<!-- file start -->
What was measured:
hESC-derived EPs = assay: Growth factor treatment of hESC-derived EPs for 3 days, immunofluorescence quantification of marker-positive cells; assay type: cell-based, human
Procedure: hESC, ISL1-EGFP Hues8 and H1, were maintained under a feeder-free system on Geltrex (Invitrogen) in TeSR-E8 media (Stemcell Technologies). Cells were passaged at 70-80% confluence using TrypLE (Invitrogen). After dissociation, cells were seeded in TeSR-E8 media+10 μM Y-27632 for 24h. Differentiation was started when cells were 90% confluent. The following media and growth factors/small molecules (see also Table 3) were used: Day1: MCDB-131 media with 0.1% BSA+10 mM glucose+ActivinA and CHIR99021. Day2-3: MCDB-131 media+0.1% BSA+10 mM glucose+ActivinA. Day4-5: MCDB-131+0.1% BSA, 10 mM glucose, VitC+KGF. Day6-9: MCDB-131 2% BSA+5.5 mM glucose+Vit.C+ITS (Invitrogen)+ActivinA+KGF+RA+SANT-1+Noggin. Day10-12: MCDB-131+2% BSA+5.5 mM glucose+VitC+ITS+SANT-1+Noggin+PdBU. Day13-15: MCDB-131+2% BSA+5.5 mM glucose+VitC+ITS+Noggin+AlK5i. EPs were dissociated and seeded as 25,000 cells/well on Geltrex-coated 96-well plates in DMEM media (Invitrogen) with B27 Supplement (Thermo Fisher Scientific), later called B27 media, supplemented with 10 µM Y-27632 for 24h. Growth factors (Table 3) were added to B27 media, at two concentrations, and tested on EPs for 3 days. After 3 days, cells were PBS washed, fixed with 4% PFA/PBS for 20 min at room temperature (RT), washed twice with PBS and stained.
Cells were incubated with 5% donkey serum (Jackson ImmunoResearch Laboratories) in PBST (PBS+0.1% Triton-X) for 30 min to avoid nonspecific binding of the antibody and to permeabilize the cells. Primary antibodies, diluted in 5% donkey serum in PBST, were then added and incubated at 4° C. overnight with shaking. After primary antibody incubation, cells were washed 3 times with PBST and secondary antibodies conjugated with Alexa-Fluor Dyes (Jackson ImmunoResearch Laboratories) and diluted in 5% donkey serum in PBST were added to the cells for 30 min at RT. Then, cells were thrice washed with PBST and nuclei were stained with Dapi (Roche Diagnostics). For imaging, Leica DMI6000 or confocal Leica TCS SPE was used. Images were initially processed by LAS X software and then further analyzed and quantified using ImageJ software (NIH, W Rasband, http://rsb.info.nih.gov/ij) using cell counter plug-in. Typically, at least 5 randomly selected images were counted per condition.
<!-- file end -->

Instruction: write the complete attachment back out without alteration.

What was measured:
hESC-derived EPs = assay: Growth factor treatment of hESC-derived EPs for 3 days, immunofluorescence quantification of marker-positive cells; assay type: cell-based, human
Procedure: hESC, ISL1-EGFP Hues8 and H1, were maintained under a feeder-free system on Geltrex (Invitrogen) in TeSR-E8 media (Stemcell Technologies). Cells were passaged at 70-80% confluence using TrypLE (Invitrogen). After dissociation, cells were seeded in TeSR-E8 media+10 μM Y-27632 for 24h. Differentiation was started when cells were 90% confluent. The following media and growth factors/small molecules (see also Table 3) were used: Day1: MCDB-131 media with 0.1% BSA+10 mM glucose+ActivinA and CHIR99021. Day2-3: MCDB-131 media+0.1% BSA+10 mM glucose+ActivinA. Day4-5: MCDB-131+0.1% BSA, 10 mM glucose, VitC+KGF. Day6-9: MCDB-131 2% BSA+5.5 mM glucose+Vit.C+ITS (Invitrogen)+ActivinA+KGF+RA+SANT-1+Noggin. Day10-12: MCDB-131+2% BSA+5.5 mM glucose+VitC+ITS+SANT-1+Noggin+PdBU. Day13-15: MCDB-131+2% BSA+5.5 mM glucose+VitC+ITS+Noggin+AlK5i. EPs were dissociated and seeded as 25,000 cells/well on Geltrex-coated 96-well plates in DMEM media (Invitrogen) with B27 Supplement (Thermo Fisher Scientific), later called B27 media, supplemented with 10 µM Y-27632 for 24h. Growth factors (Table 3) were added to B27 media, at two concentrations, and tested on EPs for 3 days. After 3 days, cells were PBS washed, fixed with 4% PFA/PBS for 20 min at room temperature (RT), washed twice with PBS and stained.
Cells were incubated with 5% donkey serum (Jackson ImmunoResearch Laboratories) in PBST (PBS+0.1% Triton-X) for 30 min to avoid nonspecific binding of the antibody and to permeabilize the cells. Primary antibodies, diluted in 5% donkey serum in PBST, were then added and incubated at 4° C. overnight with shaking. After primary antibody incubation, cells were washed 3 times with PBST and secondary antibodies conjugated with Alexa-Fluor Dyes (Jackson ImmunoResearch Laboratories) and diluted in 5% donkey serum in PBST were added to the cells for 30 min at RT. Then, cells were thrice washed with PBST and nuclei were stained with Dapi (Roche Diagnostics). For imaging, Leica DMI6000 or confocal Leica TCS SPE was used. Images were initially processed by LAS X software and then further analyzed and quantified using ImageJ software (NIH, W Rasband, http://rsb.info.nih.gov/ij) using cell counter plug-in. Typically, at least 5 randomly selected images were counted per condition.